Stephen never went to her father’s study in order to talk of her grief over Collins. A reticence strange in so young a child, together with a new, stubborn pride, held her tongue-tied, so that she fought out her battle alone, and Sir Philip allowed her to do so. Collins disappeared and with her the footman, and in Collins’ stead came a new second housemaid, a niece of Mrs. Bingham’s, who was even more timid than her predecessor, and who talked not at all. She was ugly, having small, round black eyes like currants — not inquisitive blue eyes like Collins.
With set lips and tight throat Stephen watched this intruder as she scuttled to and fro doing Collins’ duties. She would sit and scowl at poor Winefred darkly, devising small torments to add to her labours — such as stepping on dustpans and upsetting their contents, or hiding away brooms and brushes and slop-cloths — until Winefred, distracted, would finally unearth them from the most inappropriate places.
”Owever did them slop-cloths get in ’ere!’ she would mutter, discovering them under a nursery cushion. And her face would grow blotchy with anxiety and fear as she glanced towards Mrs. Bingham.
But at night, when the child lay lonely and wakeful, these acts that had proved a consolation in the morning, having sprung from a desperate kind of loyalty to Collins — these acts would seem trivial and silly and useless, since Collins could neither know of them nor see them, and the tears that had been held in check through the day would well under Stephen’s eyelids. Nor could she, in those lonely watches of the night-time, pluck up courage enough to reproach the Lord Jesus, Who, she felt, could have helped her quite well had He chosen to accord her a housemaid’s knee.
She would think; ‘He loves neither me nor Collins — He wants all the pain for Himself; He won’t share it!’
And then she would feel contrite: ‘Oh, I’m sorry, Lord Jesus, ‘cause I do know You love all miserable sinners!’ And the thought that perhaps she had been unjust to Jesus would reduce her to still further tears.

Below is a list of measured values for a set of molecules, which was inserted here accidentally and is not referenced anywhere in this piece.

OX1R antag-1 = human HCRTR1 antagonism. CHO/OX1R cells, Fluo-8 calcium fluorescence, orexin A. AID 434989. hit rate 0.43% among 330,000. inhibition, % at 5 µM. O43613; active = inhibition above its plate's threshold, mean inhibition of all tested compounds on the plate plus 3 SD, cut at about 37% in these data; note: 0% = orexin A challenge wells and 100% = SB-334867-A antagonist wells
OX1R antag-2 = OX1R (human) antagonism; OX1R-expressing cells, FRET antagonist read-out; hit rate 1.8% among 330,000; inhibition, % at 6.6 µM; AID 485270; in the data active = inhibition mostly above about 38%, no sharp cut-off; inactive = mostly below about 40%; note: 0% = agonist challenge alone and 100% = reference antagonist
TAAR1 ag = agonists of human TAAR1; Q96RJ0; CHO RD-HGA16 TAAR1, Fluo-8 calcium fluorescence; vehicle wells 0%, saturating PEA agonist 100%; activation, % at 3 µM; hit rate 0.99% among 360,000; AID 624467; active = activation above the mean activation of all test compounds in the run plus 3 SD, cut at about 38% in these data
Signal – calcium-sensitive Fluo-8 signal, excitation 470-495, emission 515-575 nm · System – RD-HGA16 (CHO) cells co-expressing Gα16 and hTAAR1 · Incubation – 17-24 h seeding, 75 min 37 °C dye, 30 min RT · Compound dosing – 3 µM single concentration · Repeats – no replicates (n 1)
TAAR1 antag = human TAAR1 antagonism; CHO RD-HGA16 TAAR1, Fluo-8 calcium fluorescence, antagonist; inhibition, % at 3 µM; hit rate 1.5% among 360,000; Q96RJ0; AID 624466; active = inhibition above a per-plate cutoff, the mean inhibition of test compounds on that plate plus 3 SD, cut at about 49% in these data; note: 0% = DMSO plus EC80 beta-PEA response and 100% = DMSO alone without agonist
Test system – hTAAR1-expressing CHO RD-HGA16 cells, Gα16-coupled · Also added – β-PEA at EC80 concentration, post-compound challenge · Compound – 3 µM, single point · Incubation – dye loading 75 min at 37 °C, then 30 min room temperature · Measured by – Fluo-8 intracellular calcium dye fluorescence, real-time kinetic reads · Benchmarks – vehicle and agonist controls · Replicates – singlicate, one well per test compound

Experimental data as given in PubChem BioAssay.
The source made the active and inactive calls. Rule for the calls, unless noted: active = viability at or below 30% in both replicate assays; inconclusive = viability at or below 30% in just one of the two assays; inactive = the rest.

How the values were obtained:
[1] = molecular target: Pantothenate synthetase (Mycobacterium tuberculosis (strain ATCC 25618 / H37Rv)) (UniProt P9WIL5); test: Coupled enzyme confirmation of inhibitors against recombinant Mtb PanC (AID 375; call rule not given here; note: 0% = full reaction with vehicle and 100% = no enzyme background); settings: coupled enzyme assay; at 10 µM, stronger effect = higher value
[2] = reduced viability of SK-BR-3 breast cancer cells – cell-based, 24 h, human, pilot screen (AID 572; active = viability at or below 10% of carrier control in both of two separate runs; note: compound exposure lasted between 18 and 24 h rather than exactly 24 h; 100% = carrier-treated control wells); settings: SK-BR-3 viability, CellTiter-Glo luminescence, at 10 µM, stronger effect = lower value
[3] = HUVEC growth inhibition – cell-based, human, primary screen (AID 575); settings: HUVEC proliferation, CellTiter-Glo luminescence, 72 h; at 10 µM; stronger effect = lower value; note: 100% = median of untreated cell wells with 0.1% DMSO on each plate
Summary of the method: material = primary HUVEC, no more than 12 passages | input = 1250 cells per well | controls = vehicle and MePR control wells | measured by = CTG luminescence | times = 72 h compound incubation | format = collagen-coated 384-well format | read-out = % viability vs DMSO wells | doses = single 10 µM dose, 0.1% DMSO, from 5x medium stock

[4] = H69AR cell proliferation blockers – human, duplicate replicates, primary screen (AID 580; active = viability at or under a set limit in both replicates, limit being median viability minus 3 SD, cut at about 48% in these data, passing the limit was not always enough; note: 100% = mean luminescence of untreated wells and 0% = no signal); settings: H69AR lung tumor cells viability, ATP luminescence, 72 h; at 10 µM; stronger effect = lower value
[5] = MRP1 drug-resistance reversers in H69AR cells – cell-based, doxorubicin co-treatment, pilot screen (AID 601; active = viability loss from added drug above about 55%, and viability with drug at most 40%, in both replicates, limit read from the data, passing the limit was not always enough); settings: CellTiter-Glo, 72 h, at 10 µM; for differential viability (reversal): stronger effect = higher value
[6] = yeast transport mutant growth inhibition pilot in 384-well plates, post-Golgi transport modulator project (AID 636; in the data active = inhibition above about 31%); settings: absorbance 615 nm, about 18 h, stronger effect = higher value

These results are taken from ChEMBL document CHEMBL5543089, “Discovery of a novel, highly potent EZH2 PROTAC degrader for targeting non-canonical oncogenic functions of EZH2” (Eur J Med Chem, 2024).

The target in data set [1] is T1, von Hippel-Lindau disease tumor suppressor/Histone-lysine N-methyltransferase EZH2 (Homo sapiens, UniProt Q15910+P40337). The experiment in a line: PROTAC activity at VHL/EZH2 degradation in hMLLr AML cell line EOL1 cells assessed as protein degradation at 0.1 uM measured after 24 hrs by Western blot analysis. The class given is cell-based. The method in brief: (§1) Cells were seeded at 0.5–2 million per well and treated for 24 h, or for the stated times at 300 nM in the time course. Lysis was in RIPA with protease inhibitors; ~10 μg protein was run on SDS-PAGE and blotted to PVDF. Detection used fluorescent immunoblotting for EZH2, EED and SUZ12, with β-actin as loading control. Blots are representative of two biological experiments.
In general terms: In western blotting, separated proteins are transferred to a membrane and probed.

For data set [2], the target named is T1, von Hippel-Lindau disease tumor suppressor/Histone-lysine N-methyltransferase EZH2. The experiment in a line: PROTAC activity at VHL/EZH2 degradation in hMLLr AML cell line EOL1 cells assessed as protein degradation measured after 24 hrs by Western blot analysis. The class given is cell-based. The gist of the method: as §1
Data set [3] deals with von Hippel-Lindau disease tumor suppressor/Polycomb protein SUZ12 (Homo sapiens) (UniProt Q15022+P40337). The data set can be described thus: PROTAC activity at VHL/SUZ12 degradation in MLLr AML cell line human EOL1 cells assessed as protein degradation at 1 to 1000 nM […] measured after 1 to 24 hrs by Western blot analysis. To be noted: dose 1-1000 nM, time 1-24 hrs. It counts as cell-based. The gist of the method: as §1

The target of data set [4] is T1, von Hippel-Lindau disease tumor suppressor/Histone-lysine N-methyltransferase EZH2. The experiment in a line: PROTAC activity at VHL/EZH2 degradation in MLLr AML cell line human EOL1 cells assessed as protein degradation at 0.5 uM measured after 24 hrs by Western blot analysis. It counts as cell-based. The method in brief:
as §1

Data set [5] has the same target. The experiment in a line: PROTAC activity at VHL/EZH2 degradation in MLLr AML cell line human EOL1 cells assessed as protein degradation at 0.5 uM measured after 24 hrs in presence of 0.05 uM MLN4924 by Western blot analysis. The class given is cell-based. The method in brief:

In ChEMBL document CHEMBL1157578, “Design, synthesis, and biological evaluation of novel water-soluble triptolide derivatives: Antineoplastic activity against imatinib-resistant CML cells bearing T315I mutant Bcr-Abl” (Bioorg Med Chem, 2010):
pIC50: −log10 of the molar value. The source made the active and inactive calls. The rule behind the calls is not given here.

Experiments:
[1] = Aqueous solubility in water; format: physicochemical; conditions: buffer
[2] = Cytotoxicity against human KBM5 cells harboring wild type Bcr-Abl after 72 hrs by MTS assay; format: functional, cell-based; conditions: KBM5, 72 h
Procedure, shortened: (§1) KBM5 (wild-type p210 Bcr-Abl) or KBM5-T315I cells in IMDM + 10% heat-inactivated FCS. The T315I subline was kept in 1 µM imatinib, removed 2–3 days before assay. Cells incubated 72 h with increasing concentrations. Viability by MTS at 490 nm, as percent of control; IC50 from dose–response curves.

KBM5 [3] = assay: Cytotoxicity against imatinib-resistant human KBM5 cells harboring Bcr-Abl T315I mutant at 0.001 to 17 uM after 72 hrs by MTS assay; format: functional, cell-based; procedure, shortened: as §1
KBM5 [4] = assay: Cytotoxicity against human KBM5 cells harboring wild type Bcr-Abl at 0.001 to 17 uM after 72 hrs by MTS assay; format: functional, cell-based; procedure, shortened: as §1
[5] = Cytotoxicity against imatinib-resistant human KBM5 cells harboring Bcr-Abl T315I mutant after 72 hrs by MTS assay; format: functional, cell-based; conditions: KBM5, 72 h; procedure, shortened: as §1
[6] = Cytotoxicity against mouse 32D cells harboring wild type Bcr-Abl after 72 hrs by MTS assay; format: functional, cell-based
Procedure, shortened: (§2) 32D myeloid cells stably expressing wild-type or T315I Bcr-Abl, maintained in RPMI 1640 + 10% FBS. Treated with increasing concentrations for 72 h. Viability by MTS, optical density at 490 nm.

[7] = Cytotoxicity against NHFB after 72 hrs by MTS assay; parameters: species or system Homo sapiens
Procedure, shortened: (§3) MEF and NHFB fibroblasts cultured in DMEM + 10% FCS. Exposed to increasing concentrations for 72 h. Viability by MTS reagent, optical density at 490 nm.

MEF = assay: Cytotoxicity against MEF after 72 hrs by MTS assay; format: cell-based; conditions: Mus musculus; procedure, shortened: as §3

Very dreadful indeed were those nights spent in weeping, spent in doubting the Lord and His servant Collins. The hours would drag by in intolerable blackness, that in passing seemed to envelop Stephen’s body, making her feel now hot and now cold. The grandfather clock on the stairs ticked so loudly that her head ached to hear its unnatural ticking — when it chimed, which it did at the hours and half-hours, its voice seemed to shake the whole house with terror, until Stephen would creep down under the bed-clothes to hide from she knew not what. But presently, huddled beneath the blankets, the child would be soothed by a warm sense of safety, and her nerves would relax, while her body grew limp with the drowsy softness of bed. Then suddenly a big and comforting yawn, and another, and another, until darkness and Collins and tall clocks that menaced, and Stephen herself; were all blended and merged into something quite friendly, a harmonious whole, neither fearful nor doubting — the blessed illusion we call sleep.
In the weeks that followed on Collins’ departure, Anna tried to be very gentle with her daughter, having the child more frequently with her, more diligently fondling Stephen. Mother and daughter would walk in the garden, or wander about together through the meadows, and Anna would remember the son of her dreams, who had played with her in those meadows. A great sadness would cloud her eyes for a moment, an infinite regret as she looked down at Stephen; and Stephen, quick to discern that sadness, would press Anna’s hand with small, anxious fingers; she would long to inquire what troubled her mother, but would be held speechless through shyness.
The scents of the meadows would move those two strangely — the queer, pungent smell from the hearts of dog-daisies; the buttercup smell, faintly green like the grass; and then meadow-sweet that grew close by the hedges. Sometimes Stephen must tug at her mother’s sleeve sharply — intolerable to bear that thick fragrance alone!
One day she had said: Stand still or you’ll hurt it — it’s all round us — it’s a white smell, it reminds me of you!’ And then she had flushed, and had glanced up quickly, rather frightened in case she should find Anna laughing.